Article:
Rusty Russell: And so even though the technology might be improving underneath, it’ll be incremental for them at some point. You know, it is getting so much easier to use lightning that, while I think that will make it easier, more robust again from their point of view, they’re almost insulated from, that layer of layer of technology. So, you know I’m a, I’m a low level person. You know, I work mainly on the spec and on deep implementations and we argue over bits and bytes on the wire and core protocol stuff. And I’m still excited about what’s going to happen there. But really what we’re going to see is, innovation like both in the applications people are creating and at the wallet level, like integration, both payments and receiving payments and that, I expect to be the big story in 2020.
Stephan Livera: Actually just on the question of wallets with c-lightning, you’ve got Spark which works as a remote control for your c-lightning node. And I also understand that there’s Zeus by Evan Kaloudis. He’s also working on having that to support c-lightning. Are there any others that you’re aware of that you’re looking at?
Rusty Russell: So they’re the two main ones. You know, I really want to see in 2020, I want to see like better hardware wallets, support for lightning at least for your off chain funds. We can do that in theory today in c-lightning so that well c-lightning will control your, sorry. So c-lightning will control your your channels and, all the balance there, but it w the internal wallet won’t hold any Bitcoin, all the Bitcoin goes to and from your hardware wallet, right? That’s obviously a nice thing to have and a nice compromise between having a fully integrated hardware wallet that does all the validation of, the lightning protocol stuff and the current state where you basically transfer Bitcoin into the internal wallet inside your lightning implementation and then use it from there.
Rusty Russell: Right. So that’s definitely something that I want to see. I’m happy with the state of wallets today. Everyone, everyone’s running a wallet. That is fantastic. In the c-lightning side, I guess given my background is as Linux, kernel dev and server side, we have a wallet implementation. It’s especially functional. It’s kind of cool. But we’re more on the the server and the industrial side, right? So I am delighted to see everyone innovating with their wallets and making it so much easier to use. And, you know, the Phoenix stuff that’s just been released by ACINQ, it looks incredibly exciting. I love what, what Jack’s doing with Zap as well. I love to see all this innovation, but you know I feel our plates full just doing like the service side.
Rusty Russell: And I’m going to let them figure out all the tricks and tips on the lightning wallet side. I mean, to be fair lightning wallets are evolving so much faster than bitcoin wallets did, right. It took a long time for us to get bitcoin wallets that didn’t suck. And it seems like lightning is kind of that path has already been greased by the successive learning of bitcoin wallets. And so the lightning wallets seem to be really catching up really and, getting that user experience down really, really quickly. So that’s incredibly exciting to see. You know, and perhaps it’s a little bit like at one stage everyone used to write their own window manager for Linux. That was the thing everyone did. At the moment everyone’s writing a lightning wallet. So there’ll probably be some kind of die off and we’ll end up with like a few major ones. But the innovation that’s happening is incredibly exciting.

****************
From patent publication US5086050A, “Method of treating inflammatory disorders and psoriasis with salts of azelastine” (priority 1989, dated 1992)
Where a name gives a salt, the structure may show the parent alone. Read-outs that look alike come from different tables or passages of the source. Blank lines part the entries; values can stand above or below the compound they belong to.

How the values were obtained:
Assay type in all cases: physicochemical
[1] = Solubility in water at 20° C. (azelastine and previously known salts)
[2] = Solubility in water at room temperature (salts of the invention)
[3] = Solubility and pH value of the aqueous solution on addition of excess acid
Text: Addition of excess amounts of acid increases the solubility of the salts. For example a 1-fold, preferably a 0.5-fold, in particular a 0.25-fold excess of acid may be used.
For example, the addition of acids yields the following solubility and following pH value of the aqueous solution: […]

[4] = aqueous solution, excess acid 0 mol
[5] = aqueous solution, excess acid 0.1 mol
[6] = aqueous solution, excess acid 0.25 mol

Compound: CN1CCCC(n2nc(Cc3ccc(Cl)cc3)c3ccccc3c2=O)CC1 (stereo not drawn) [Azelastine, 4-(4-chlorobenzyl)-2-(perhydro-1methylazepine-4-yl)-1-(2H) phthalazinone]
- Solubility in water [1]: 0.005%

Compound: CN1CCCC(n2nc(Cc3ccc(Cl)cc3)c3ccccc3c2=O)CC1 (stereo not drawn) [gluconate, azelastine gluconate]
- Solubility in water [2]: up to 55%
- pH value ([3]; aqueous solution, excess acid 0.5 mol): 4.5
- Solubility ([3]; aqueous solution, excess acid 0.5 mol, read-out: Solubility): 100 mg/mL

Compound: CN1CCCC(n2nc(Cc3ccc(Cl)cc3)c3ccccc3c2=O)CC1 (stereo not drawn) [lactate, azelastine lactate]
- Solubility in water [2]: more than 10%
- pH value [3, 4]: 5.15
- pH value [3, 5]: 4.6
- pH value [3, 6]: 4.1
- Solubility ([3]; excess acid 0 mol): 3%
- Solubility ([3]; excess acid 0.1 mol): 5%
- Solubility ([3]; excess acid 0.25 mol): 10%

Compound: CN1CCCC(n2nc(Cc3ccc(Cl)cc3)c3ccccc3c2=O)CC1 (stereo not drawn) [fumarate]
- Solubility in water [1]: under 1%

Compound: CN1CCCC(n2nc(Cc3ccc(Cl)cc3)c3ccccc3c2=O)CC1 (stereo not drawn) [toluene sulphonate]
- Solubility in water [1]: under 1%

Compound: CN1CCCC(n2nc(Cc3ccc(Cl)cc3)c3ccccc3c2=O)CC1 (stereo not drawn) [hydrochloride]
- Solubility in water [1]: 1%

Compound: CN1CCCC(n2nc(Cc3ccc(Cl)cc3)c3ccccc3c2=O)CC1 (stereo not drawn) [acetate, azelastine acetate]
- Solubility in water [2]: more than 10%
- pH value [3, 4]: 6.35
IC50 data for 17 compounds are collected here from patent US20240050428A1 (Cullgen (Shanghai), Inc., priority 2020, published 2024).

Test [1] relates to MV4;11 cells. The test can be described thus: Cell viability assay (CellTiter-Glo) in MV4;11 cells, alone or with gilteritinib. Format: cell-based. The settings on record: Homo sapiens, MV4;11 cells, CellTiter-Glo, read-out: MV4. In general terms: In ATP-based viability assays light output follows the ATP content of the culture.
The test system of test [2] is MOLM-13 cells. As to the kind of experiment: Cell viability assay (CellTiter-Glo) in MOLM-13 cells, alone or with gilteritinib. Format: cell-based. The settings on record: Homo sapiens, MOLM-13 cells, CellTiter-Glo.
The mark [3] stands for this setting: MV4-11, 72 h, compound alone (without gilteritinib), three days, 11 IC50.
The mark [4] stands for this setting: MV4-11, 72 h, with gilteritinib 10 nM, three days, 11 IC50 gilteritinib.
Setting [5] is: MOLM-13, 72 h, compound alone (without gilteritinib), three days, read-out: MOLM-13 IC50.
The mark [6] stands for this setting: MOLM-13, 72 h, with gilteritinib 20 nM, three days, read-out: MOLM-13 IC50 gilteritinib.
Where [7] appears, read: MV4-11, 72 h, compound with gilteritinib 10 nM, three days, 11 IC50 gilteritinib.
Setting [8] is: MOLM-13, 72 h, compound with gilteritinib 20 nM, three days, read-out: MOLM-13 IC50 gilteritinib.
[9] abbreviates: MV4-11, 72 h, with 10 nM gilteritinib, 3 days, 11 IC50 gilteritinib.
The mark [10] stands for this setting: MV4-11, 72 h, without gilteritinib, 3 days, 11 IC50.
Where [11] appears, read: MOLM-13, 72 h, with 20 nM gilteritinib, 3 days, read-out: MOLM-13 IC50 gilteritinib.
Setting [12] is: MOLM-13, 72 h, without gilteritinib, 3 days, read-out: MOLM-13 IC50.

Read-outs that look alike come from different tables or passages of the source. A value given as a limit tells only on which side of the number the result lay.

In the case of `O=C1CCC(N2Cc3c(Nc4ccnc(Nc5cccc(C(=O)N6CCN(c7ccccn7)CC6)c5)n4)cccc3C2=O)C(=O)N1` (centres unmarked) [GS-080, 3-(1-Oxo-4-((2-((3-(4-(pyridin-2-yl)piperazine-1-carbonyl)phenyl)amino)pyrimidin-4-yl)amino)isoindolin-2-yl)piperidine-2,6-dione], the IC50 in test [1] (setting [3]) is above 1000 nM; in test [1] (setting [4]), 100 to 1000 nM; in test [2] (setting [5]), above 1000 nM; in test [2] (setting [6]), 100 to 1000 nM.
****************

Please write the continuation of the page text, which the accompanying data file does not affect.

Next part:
Stephan Livera: Yeah, it’s really fascinating to see. And like you, I’m definitely excited to see what happens in 2020 so I think that’s going to do it for this episode. But do you have any shout outs that you’d like the listeners to check out or follow?
Rusty Russell: Yeah so I did a series of Twitter like livestreams on the BOLTs which I will be continuing. I got up to BOLT nine, I need to do 10, 11. I think that’s kind of under appreciated. The stuff that underlies this learning stuff is all the implementers coming together and basically trying to spec it out and thrash out what’s gonna happen. And it gives you an insight into what’s coming and implementations cause it goes into the spec first usually, and then it gets rolled out. So I’m really excited about the spec stuff, but it’s a bit hidden from people. So there will be more of those. You can follow me on Twitter and I will definitely tweet out there. But on that, I do want to do a shout out to to the other implementers, right? So particularly particularly Lightning Labs and at ACINQ who have been incredibly generous with their time. And you know, as we engage in this mutual search for truth, right, where everyone is trying so hard to make sure that things are understandable and the best that we can possibly make them. And it’s honestly an honor to work with those devs and try to keep up with all the great ideas that they have. So it wouldn’t be fair to talk about lightning without talking about the fantastic engineers that I get to work with on this, all this stuff as well as of course, the c-lightning devs. But the, the teams altogether are both, incredibly bright and very talented, but also just genuinely nice and very friendly to each other. So I’m really enjoying the cooperation and competition, that we have together.
Stephan Livera: Thanks for joining me, Rusty.
Rusty Russell: Thank you, Stephan. Always wonderful.